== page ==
Alan Moore

  • Michele Amateau

    Michele Amateau’s paintings of water stylized as wavy lines, stalks of vegetation and vacant sky reminded me at once of Aubrey Beardsley’s smaller layered designs for Le Morte d’Arthur (1893–4). Amateau undercuts her linear designs though by painting with oil and sand. The surfaces have weight and an insistent texture that grounds a subdued color like that in Rothko’s more aqueous works. Depending on the color, Amateau’s tall somber paintings can connote cold marshy wastes or impenetrable tropical densities built up, maybe, with cuttings from Henri Rousseau’s archetypal jungles, or iris stalks

  • Louisa Chase

    Louisa Chase arranges painted sticks and plaster balls on round pieces of colored felt on the floor. Gallery administrator and critic Irving Sandler remarked to a crowd of visitors that Cars and Triangles looked like a model railroad. Perhaps he had Stuart Davis in the back of his mind, because Cars and Triangles, like much of that Cubist’s work, is an active and ingenious abstract composition bounded by a metaphor. These works look like games, but it’s not any game you can play. It’s more like toys left out on the floor. Chase neither infers systemic preconditions for the existence of her pieces

  • Alice Adams

    Alice Adams’s works look like bare sections of a plaster wall’s internal structure, made as they are from strips of lath and supporting beams. The idea is to make sculpture by representing, recreating excerpts from preexisting (but by now somewhat outmoded) tectonic systems. To my mind, art that usurps the technics of architecture also references its circumstances; the art can relay something about the way buildings are conceived, built, used, and destroyed. Adams’s work doesn’t, or, at least she takes the clear high road. Her pieces are clean and insular, woodwork in the nude, the product of

  • Kenneth Snelson

    Kenneth Snelson’s energetic tensegrity structure sculptures on the Waterside Plaza rock slightly with the wind off the East River. Although the pipe and cable assemblies are dwarfed by the hatchetlike apartment buildings (by Davis, Brody and Associates) that tower above them, it’s clear that it might have been the other way around. I mean that, as Buckminster Fuller has demonstrated, Snelson’s structural method can generate architecture, and, given the site, that is what I think about in their presence. Snelson’s work is rationalized down to the last bone, with an inevitability like botanical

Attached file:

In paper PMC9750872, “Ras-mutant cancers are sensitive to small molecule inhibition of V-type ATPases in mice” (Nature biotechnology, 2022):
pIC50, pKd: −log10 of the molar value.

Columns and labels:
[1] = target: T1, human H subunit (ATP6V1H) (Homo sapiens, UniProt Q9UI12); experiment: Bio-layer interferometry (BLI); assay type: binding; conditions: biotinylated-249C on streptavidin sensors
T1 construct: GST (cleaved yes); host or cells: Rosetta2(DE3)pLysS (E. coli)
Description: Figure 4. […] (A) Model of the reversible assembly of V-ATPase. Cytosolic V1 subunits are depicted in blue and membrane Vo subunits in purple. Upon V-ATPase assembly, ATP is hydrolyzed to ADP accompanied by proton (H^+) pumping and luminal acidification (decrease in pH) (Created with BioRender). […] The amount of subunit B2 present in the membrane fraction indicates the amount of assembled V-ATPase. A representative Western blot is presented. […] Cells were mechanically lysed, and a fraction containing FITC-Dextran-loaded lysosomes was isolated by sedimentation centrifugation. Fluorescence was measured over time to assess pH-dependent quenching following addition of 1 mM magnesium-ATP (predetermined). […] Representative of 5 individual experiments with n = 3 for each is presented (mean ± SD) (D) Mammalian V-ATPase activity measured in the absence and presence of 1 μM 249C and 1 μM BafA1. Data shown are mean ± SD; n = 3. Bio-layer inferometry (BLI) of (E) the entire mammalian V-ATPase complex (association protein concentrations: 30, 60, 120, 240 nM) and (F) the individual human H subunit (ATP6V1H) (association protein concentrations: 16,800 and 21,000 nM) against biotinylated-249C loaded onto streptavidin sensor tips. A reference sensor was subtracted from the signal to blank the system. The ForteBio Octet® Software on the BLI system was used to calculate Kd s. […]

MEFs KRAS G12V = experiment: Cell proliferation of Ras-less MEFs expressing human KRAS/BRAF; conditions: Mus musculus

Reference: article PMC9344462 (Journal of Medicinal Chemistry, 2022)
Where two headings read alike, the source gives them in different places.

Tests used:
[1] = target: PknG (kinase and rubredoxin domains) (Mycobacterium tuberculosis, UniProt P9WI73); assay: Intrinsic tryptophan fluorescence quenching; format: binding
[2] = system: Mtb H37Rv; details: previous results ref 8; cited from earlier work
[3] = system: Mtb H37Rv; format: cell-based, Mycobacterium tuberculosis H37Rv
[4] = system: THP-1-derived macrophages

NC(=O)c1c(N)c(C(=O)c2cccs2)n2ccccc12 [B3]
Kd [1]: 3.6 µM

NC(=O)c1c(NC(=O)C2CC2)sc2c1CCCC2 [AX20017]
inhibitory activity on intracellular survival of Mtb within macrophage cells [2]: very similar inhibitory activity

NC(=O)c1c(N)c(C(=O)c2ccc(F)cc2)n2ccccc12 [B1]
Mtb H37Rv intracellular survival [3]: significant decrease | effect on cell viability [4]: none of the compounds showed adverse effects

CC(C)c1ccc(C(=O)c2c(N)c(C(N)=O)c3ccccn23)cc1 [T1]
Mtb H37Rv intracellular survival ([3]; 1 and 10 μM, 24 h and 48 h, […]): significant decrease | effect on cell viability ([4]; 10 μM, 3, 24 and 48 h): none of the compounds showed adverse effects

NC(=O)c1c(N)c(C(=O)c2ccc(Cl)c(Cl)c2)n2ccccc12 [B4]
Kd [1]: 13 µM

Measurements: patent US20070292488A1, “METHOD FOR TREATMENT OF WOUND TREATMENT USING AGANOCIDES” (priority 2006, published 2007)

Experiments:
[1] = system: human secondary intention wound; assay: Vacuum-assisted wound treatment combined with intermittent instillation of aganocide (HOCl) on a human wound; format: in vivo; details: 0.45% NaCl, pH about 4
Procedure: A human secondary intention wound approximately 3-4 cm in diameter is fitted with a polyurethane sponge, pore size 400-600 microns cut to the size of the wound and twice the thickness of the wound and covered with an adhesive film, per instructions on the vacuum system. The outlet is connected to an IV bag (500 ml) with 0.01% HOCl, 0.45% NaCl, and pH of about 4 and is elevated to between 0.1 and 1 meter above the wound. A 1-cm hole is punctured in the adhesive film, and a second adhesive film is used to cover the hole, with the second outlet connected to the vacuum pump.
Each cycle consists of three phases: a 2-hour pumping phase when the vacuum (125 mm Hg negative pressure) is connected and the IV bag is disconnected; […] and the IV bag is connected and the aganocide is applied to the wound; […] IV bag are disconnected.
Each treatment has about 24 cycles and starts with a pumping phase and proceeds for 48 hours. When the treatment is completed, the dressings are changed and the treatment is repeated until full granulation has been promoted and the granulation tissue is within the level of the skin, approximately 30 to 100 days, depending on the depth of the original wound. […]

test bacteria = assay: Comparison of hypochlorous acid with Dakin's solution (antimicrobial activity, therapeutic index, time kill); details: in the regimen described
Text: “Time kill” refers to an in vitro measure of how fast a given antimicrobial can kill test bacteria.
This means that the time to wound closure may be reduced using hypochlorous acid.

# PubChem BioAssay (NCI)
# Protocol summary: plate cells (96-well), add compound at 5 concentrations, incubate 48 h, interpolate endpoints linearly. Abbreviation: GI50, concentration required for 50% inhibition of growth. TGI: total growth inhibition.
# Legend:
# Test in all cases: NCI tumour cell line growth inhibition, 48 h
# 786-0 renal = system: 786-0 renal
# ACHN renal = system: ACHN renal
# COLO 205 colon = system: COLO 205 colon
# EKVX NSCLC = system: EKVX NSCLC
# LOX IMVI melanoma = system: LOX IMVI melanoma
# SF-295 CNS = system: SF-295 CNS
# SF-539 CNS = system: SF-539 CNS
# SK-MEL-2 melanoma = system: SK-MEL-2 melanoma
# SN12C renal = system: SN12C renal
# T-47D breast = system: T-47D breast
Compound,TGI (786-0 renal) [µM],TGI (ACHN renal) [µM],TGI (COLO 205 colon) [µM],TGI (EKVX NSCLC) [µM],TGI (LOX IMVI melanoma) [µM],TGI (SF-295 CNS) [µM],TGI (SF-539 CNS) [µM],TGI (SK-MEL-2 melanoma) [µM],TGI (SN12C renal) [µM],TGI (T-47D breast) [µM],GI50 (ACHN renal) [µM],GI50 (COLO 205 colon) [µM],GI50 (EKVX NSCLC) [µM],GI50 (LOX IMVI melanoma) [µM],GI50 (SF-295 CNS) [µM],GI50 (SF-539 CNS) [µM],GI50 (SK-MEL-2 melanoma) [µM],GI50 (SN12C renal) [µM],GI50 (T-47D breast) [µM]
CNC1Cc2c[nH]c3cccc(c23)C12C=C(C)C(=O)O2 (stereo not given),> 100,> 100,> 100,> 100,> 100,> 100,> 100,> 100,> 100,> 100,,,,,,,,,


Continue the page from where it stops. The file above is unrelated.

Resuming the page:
• Forrest Myers

    Forrest Myers’s was the inaugural exhibition at Sculpture Now, the Max Hutchinson Gallery’s spacious new two-story showroom. The fat steel and brass tendrils of Myers’s sculpture, like Snel-son’s pipes and cables, act to bind up an area on the floor and a volume in the room. But Myers shuns geometry; although they are connected, his tendrils delineate no clear figures. He imputes a gestural softness to his metal so that it undulates like an old swami’s trick rope. Some ends run out from the main configuration and arch off the ground inquiringly, as if they meant to go somewhere, or attach

  • Charles Simonds

    Charles Simonds occupies the sweet and ethical position of giving his art away. For years now he has built tiny clay brick dwellings in the predominantly Puerto Rican neighborhood of New York’s Lower East Side to accommodate a migratory race of little people. Simonds’s mythopoesis is immediately accessible. Introverted kids frequently involve themselves in a world of wee folk, and the idea has generated a lot of children’s literature: William Donahey’s Teenie Weenies, for example, and Mary Norton’s Borrowers. (In The Borrowers Aloft, Norton’s heroes find a home in a miniature city built by a